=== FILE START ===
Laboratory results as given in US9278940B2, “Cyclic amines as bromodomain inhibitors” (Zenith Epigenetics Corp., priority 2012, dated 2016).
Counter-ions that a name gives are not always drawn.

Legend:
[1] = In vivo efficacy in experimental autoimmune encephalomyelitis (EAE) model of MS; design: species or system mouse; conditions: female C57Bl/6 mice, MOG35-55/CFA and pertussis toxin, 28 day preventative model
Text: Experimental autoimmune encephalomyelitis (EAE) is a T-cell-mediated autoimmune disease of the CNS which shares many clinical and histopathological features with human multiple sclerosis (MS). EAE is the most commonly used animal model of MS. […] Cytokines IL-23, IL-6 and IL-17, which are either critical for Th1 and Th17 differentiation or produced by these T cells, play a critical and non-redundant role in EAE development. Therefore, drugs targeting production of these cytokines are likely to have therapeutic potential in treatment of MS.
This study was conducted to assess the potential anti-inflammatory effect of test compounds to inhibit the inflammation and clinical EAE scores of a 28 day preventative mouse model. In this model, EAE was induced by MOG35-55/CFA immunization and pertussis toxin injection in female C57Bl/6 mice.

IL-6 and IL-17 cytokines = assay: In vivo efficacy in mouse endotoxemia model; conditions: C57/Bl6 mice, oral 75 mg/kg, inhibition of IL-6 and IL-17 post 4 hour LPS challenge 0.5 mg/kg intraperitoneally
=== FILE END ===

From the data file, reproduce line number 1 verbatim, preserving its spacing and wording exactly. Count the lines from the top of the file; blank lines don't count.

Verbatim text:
Laboratory results as given in US9278940B2, “Cyclic amines as bromodomain inhibitors” (Zenith Epigenetics Corp., priority 2012, dated 2016).